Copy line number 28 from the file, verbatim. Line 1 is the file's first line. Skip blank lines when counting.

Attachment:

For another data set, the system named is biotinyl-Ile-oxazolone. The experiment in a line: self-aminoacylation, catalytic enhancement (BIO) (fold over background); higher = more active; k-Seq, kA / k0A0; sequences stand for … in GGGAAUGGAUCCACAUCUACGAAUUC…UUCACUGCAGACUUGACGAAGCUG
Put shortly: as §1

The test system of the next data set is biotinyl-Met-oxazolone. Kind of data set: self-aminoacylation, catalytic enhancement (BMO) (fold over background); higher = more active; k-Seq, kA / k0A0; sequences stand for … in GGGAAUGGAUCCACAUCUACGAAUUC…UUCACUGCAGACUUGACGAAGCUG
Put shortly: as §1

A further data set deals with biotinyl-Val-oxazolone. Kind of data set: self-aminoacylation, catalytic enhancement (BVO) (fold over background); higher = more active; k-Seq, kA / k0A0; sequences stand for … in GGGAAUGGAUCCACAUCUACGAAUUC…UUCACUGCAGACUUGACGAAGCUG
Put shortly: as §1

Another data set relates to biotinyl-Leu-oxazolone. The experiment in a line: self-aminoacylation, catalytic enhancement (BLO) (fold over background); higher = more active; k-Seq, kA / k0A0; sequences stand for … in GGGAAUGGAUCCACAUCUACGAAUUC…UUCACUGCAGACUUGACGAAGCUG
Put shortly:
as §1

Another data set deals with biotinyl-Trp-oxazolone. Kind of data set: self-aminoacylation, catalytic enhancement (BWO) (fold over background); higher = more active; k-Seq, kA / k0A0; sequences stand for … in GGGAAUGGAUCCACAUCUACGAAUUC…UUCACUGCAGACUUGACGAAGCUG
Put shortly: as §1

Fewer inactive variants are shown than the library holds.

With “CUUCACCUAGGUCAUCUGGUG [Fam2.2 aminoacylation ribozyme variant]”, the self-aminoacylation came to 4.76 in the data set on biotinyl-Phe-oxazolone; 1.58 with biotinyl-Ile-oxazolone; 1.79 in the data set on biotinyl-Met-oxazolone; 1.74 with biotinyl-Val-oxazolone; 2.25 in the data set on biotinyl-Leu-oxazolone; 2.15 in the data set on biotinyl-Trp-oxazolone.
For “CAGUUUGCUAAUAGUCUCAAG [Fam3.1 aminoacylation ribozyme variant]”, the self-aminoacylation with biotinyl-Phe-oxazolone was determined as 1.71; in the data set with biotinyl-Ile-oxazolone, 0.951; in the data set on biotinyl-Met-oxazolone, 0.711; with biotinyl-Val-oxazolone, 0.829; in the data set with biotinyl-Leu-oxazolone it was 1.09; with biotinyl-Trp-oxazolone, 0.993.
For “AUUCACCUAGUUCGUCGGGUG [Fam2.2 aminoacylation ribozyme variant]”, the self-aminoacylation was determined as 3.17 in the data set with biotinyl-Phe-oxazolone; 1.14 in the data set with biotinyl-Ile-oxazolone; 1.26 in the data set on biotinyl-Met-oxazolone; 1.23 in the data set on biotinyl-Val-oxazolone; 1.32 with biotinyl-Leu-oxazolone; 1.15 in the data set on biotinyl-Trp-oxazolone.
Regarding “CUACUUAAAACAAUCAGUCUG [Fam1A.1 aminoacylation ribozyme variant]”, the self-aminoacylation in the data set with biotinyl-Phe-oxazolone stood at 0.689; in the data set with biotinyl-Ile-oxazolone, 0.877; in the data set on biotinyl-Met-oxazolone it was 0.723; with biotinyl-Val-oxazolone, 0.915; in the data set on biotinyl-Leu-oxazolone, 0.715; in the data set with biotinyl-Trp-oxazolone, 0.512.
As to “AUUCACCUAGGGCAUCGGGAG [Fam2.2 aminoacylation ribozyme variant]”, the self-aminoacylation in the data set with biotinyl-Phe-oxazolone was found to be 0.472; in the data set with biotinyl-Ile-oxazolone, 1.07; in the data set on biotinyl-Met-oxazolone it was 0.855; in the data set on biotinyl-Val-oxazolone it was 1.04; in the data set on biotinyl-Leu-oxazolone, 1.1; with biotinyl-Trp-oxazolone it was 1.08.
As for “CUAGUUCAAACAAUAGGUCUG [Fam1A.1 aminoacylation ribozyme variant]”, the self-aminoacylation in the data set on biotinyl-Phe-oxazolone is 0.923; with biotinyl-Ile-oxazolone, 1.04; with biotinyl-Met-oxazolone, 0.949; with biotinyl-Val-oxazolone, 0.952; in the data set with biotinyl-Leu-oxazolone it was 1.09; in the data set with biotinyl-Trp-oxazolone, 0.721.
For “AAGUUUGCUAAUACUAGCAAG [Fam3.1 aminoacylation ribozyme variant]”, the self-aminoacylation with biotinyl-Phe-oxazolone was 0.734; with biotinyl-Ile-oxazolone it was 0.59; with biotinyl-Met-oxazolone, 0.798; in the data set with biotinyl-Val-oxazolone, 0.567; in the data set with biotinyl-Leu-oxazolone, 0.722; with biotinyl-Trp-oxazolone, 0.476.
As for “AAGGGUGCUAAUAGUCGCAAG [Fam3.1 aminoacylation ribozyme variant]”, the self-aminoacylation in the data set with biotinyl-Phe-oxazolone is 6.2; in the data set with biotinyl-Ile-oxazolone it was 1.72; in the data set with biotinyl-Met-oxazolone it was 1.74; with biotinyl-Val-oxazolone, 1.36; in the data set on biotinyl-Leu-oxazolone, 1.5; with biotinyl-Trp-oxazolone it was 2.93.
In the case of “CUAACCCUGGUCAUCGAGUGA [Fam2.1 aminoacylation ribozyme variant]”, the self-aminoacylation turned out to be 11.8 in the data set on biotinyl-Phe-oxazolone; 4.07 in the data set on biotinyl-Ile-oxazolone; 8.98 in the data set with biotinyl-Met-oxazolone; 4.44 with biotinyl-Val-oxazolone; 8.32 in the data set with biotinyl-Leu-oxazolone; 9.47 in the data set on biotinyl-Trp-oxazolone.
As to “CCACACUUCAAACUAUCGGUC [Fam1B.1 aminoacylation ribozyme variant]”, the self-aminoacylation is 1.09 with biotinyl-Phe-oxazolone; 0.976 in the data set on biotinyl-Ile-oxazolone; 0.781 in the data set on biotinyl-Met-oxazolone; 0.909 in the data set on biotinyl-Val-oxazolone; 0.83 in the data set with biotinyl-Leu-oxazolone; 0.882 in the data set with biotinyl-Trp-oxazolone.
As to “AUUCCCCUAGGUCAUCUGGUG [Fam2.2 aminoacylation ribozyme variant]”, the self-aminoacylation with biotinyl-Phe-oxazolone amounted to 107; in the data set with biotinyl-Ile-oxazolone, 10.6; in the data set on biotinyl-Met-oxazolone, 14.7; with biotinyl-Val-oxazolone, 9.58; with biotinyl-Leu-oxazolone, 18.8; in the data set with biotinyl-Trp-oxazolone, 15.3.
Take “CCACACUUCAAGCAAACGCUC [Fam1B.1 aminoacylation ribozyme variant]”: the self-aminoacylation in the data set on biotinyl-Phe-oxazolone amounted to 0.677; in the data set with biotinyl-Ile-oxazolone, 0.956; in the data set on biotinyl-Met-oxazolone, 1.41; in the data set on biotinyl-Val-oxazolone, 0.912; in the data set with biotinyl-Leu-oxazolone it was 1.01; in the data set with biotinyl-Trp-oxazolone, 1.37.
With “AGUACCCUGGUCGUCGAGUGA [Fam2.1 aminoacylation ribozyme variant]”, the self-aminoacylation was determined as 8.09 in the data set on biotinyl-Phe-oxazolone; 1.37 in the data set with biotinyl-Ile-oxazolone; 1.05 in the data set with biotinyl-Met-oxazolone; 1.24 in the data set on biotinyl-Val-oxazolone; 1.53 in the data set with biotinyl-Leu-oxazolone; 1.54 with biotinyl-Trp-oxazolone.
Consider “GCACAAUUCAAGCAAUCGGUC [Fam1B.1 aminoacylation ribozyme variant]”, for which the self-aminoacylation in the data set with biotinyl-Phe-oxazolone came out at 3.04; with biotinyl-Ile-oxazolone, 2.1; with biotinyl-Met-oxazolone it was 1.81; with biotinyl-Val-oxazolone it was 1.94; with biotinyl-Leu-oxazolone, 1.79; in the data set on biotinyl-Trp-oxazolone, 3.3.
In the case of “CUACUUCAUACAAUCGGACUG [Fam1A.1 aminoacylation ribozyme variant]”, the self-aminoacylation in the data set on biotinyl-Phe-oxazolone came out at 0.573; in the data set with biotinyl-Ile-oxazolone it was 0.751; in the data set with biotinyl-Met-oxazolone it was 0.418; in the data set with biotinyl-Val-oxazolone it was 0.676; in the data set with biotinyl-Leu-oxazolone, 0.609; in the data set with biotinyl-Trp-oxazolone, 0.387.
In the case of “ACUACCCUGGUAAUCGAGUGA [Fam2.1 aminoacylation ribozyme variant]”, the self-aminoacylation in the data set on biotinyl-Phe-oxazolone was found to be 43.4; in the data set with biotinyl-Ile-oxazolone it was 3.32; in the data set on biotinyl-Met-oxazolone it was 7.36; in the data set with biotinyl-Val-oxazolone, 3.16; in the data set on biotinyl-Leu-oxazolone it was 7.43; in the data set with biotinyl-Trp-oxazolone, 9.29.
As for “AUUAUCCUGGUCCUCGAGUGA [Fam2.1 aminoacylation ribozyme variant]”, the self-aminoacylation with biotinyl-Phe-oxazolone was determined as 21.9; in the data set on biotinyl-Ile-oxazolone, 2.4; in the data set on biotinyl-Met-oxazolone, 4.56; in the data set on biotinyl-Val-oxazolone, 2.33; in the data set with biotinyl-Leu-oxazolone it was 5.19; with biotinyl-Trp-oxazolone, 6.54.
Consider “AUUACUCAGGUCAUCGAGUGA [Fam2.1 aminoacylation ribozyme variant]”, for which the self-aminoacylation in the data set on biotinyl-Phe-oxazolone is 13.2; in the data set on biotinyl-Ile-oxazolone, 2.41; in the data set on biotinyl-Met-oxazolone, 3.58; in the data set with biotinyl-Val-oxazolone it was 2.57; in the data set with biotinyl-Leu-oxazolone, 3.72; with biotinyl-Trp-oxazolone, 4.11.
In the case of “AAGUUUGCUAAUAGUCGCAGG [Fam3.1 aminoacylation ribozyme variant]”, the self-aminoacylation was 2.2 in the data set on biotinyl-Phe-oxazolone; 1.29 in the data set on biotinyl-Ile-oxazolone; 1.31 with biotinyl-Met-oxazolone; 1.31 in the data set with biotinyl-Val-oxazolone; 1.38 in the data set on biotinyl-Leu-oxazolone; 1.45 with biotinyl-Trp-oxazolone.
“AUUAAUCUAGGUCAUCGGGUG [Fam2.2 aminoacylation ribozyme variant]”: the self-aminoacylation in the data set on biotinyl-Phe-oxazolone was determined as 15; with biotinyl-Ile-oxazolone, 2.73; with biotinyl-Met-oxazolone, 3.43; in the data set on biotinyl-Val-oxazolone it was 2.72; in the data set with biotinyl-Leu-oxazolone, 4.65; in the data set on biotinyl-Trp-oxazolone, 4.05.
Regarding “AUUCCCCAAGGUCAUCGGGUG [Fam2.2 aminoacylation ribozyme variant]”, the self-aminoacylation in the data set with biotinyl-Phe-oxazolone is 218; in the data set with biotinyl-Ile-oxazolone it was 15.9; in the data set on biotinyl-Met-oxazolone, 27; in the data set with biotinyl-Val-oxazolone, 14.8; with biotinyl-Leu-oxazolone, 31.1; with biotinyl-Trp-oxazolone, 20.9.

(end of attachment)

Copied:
In the case of “ACUACCCUGGUAAUCGAGUGA [Fam2.1 aminoacylation ribozyme variant]”, the self-aminoacylation in the data set on biotinyl-Phe-oxazolone was found to be 43.4; in the data set with biotinyl-Ile-oxazolone it was 3.32; in the data set on biotinyl-Met-oxazolone it was 7.36; in the data set with biotinyl-Val-oxazolone, 3.16; in the data set on biotinyl-Leu-oxazolone it was 7.43; in the data set with biotinyl-Trp-oxazolone, 9.29.